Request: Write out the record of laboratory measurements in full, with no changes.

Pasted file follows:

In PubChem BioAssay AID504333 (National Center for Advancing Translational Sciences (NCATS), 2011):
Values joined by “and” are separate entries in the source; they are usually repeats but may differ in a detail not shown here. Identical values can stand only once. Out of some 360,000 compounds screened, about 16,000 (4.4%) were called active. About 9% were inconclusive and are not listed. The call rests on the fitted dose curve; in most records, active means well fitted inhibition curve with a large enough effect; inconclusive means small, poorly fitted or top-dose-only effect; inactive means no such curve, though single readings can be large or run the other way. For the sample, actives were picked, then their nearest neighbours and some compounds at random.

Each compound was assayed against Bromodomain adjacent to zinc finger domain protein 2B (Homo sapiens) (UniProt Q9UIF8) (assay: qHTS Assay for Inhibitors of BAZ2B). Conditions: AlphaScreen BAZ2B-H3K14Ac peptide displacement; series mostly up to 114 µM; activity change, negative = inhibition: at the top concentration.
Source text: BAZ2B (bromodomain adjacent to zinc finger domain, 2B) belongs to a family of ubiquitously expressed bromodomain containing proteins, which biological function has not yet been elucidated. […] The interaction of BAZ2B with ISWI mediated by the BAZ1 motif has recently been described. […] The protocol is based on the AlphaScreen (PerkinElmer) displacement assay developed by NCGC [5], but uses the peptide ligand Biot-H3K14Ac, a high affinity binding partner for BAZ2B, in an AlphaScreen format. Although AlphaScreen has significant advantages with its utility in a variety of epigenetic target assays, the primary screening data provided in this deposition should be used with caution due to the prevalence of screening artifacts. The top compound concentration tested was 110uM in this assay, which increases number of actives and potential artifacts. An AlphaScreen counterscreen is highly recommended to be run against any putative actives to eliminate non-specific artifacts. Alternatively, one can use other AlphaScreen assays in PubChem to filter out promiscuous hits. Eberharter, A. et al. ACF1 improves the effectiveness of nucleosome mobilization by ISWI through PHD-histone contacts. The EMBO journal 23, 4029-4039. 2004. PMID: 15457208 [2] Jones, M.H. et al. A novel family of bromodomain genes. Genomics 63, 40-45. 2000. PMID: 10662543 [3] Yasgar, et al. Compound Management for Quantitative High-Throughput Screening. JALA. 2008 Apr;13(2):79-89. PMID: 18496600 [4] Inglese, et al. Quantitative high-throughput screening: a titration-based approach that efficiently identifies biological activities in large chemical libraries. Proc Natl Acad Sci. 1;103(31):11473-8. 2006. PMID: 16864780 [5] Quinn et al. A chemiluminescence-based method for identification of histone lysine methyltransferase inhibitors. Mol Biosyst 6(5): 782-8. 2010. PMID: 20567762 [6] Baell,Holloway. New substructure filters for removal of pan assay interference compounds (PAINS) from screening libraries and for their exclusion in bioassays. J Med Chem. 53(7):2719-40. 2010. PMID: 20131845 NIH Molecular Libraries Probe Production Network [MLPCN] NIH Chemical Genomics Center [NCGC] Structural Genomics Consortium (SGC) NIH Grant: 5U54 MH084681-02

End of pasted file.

In PubChem BioAssay AID504333 (National Center for Advancing Translational Sciences (NCATS), 2011):
Values joined by “and” are separate entries in the source; they are usually repeats but may differ in a detail not shown here. Identical values can stand only once. Out of some 360,000 compounds screened, about 16,000 (4.4%) were called active. About 9% were inconclusive and are not listed. The call rests on the fitted dose curve; in most records, active means well fitted inhibition curve with a large enough effect; inconclusive means small, poorly fitted or top-dose-only effect; inactive means no such curve, though single readings can be large or run the other way. For the sample, actives were picked, then their nearest neighbours and some compounds at random.

Each compound was assayed against Bromodomain adjacent to zinc finger domain protein 2B (Homo sapiens) (UniProt Q9UIF8) (assay: qHTS Assay for Inhibitors of BAZ2B). Conditions: AlphaScreen BAZ2B-H3K14Ac peptide displacement; series mostly up to 114 µM; activity change, negative = inhibition: at the top concentration.
Source text: BAZ2B (bromodomain adjacent to zinc finger domain, 2B) belongs to a family of ubiquitously expressed bromodomain containing proteins, which biological function has not yet been elucidated. […] The interaction of BAZ2B with ISWI mediated by the BAZ1 motif has recently been described. […] The protocol is based on the AlphaScreen (PerkinElmer) displacement assay developed by NCGC [5], but uses the peptide ligand Biot-H3K14Ac, a high affinity binding partner for BAZ2B, in an AlphaScreen format. Although AlphaScreen has significant advantages with its utility in a variety of epigenetic target assays, the primary screening data provided in this deposition should be used with caution due to the prevalence of screening artifacts. The top compound concentration tested was 110uM in this assay, which increases number of actives and potential artifacts. An AlphaScreen counterscreen is highly recommended to be run against any putative actives to eliminate non-specific artifacts. Alternatively, one can use other AlphaScreen assays in PubChem to filter out promiscuous hits. Eberharter, A. et al. ACF1 improves the effectiveness of nucleosome mobilization by ISWI through PHD-histone contacts. The EMBO journal 23, 4029-4039. 2004. PMID: 15457208 [2] Jones, M.H. et al. A novel family of bromodomain genes. Genomics 63, 40-45. 2000. PMID: 10662543 [3] Yasgar, et al. Compound Management for Quantitative High-Throughput Screening. JALA. 2008 Apr;13(2):79-89. PMID: 18496600 [4] Inglese, et al. Quantitative high-throughput screening: a titration-based approach that efficiently identifies biological activities in large chemical libraries. Proc Natl Acad Sci. 1;103(31):11473-8. 2006. PMID: 16864780 [5] Quinn et al. A chemiluminescence-based method for identification of histone lysine methyltransferase inhibitors. Mol Biosyst 6(5): 782-8. 2010. PMID: 20567762 [6] Baell,Holloway. New substructure filters for removal of pan assay interference compounds (PAINS) from screening libraries and for their exclusion in bioassays. J Med Chem. 53(7):2719-40. 2010. PMID: 20131845 NIH Molecular Libraries Probe Production Network [MLPCN] NIH Chemical Genomics Center [NCGC] Structural Genomics Consortium (SGC) NIH Grant: 5U54 MH084681-02